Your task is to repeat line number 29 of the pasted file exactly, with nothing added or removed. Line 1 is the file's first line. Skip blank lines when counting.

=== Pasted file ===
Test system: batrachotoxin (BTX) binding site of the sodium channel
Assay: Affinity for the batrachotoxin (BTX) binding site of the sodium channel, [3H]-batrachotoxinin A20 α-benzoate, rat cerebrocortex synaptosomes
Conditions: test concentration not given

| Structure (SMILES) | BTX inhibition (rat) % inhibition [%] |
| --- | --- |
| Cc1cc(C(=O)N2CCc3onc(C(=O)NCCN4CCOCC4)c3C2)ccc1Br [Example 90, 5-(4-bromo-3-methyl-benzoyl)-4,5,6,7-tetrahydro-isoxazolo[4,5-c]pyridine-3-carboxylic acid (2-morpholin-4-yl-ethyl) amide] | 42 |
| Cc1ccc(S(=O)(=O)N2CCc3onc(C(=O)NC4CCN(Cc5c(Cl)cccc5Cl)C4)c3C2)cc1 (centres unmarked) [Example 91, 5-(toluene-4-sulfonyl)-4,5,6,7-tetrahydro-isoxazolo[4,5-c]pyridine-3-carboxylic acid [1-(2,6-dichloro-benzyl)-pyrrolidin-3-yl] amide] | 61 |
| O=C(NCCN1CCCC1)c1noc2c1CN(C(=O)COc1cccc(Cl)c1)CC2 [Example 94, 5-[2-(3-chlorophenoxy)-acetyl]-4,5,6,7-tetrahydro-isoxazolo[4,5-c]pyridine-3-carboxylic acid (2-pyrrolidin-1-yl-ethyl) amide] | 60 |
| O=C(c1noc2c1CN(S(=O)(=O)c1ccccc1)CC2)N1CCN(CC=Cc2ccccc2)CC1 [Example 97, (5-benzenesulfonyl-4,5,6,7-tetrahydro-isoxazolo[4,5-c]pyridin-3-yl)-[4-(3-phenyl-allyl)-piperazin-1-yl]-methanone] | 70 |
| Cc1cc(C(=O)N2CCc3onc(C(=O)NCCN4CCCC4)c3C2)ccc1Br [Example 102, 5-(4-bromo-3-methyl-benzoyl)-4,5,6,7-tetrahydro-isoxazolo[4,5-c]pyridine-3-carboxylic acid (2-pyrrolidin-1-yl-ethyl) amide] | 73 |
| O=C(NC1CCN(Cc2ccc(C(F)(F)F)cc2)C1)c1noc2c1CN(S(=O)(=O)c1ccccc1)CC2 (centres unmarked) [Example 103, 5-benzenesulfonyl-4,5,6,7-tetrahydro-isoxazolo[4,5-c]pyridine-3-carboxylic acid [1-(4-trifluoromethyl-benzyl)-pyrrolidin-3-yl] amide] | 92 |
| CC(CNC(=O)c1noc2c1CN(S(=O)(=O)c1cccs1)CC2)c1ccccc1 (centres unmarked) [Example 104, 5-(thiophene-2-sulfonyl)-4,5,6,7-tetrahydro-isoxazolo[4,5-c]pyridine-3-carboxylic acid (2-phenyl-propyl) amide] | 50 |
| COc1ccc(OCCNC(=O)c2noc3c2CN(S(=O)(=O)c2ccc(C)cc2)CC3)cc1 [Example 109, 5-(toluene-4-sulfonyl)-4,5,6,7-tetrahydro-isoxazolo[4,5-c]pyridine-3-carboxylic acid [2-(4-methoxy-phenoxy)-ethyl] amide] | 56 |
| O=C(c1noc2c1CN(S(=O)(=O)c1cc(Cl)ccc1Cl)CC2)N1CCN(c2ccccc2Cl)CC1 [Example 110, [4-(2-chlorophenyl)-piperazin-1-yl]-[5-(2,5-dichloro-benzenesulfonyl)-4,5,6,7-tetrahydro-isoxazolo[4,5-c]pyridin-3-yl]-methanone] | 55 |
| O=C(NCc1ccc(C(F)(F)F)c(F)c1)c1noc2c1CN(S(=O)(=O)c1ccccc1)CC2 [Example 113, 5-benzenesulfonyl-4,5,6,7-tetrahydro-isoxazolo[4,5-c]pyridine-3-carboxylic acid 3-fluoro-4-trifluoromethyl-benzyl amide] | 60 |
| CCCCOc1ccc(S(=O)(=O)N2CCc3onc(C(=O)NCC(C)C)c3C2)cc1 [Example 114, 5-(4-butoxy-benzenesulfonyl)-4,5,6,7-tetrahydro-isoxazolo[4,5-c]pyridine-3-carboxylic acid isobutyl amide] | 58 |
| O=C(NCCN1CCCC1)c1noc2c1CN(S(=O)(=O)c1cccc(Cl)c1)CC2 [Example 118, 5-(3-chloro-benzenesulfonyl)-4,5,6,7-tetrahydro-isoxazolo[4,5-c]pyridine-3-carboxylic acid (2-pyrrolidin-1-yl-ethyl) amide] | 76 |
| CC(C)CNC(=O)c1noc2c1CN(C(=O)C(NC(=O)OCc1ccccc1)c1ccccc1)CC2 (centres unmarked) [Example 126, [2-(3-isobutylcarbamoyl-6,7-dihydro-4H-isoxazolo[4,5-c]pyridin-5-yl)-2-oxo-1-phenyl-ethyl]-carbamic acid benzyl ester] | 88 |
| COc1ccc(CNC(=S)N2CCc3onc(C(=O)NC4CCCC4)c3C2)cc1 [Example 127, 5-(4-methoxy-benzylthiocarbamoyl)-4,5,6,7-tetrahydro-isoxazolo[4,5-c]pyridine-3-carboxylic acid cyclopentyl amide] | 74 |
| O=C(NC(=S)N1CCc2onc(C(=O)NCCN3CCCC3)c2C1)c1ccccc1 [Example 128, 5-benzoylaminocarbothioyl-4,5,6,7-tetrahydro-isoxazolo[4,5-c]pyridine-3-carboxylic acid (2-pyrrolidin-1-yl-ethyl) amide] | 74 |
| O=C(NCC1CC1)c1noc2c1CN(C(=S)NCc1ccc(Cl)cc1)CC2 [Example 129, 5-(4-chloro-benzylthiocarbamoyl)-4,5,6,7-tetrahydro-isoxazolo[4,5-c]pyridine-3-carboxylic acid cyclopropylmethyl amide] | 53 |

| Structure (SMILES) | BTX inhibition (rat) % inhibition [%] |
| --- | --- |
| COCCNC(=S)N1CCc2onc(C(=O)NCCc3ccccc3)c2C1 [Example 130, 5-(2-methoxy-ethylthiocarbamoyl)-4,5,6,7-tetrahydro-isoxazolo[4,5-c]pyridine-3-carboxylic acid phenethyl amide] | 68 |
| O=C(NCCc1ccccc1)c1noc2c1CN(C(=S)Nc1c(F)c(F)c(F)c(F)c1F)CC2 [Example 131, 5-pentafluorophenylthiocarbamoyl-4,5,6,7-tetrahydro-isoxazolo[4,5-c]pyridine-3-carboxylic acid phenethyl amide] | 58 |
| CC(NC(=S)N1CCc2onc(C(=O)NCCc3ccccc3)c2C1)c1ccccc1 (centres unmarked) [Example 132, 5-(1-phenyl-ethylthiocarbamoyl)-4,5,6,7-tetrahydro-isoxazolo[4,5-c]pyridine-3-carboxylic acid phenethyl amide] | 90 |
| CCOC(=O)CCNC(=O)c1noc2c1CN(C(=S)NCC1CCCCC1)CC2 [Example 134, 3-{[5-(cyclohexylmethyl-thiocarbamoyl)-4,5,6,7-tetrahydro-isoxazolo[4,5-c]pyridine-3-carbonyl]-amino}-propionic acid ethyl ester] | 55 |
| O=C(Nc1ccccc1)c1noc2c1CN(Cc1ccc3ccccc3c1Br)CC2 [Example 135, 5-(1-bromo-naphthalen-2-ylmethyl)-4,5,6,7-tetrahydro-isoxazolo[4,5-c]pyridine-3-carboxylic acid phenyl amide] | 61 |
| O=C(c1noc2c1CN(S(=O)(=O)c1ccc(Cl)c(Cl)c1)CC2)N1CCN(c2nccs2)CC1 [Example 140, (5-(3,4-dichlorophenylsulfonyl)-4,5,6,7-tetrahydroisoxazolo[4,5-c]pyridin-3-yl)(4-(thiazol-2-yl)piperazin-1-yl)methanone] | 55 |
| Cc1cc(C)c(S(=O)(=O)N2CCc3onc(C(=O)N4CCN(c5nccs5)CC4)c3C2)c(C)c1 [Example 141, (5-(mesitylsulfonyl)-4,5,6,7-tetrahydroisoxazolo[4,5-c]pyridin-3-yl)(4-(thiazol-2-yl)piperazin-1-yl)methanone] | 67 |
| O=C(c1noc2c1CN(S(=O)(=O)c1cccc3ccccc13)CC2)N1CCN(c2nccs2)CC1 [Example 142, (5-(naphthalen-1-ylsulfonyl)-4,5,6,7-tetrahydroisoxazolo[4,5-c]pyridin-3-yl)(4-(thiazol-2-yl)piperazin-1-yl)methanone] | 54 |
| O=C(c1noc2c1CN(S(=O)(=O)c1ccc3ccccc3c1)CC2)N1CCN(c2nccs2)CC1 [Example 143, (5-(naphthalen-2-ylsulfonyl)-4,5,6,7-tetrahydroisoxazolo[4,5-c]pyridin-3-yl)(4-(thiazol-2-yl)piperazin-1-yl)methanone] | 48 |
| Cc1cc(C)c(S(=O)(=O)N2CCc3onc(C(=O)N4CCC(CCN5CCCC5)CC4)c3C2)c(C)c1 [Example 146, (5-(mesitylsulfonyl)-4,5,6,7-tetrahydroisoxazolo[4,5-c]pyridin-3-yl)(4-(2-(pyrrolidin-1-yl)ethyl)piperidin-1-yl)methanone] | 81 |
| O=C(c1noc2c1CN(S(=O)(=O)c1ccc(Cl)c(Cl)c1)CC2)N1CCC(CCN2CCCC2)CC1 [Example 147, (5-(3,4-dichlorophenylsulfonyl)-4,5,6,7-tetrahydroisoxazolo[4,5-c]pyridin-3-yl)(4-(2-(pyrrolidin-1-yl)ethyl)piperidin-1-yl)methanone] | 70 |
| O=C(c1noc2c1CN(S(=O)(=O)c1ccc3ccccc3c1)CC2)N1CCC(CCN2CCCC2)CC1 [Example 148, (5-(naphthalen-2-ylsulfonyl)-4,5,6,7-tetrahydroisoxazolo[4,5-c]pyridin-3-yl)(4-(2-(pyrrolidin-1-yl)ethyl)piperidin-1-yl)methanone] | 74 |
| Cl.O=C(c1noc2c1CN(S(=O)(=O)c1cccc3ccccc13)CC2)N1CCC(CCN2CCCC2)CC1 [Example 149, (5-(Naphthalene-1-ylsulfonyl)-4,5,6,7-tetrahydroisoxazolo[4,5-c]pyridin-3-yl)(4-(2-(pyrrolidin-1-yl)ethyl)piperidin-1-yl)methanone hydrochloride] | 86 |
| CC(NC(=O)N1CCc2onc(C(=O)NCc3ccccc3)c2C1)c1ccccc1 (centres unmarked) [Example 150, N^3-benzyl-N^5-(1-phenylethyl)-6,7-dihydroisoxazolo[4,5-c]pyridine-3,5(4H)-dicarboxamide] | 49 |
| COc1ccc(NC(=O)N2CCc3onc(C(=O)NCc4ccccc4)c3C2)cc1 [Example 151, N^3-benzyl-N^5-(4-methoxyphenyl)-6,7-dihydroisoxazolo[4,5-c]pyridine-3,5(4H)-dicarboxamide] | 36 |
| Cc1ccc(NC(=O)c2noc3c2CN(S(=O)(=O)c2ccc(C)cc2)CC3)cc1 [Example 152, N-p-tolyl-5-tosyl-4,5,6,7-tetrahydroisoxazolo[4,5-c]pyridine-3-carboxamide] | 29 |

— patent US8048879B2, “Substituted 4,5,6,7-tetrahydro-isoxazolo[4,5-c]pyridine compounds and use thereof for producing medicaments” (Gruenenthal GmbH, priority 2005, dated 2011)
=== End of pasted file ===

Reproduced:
| O=C(c1noc2c1CN(S(=O)(=O)c1ccc(Cl)c(Cl)c1)CC2)N1CCN(c2nccs2)CC1 [Example 140, (5-(3,4-dichlorophenylsulfonyl)-4,5,6,7-tetrahydroisoxazolo[4,5-c]pyridin-3-yl)(4-(thiazol-2-yl)piperazin-1-yl)methanone] | 55 |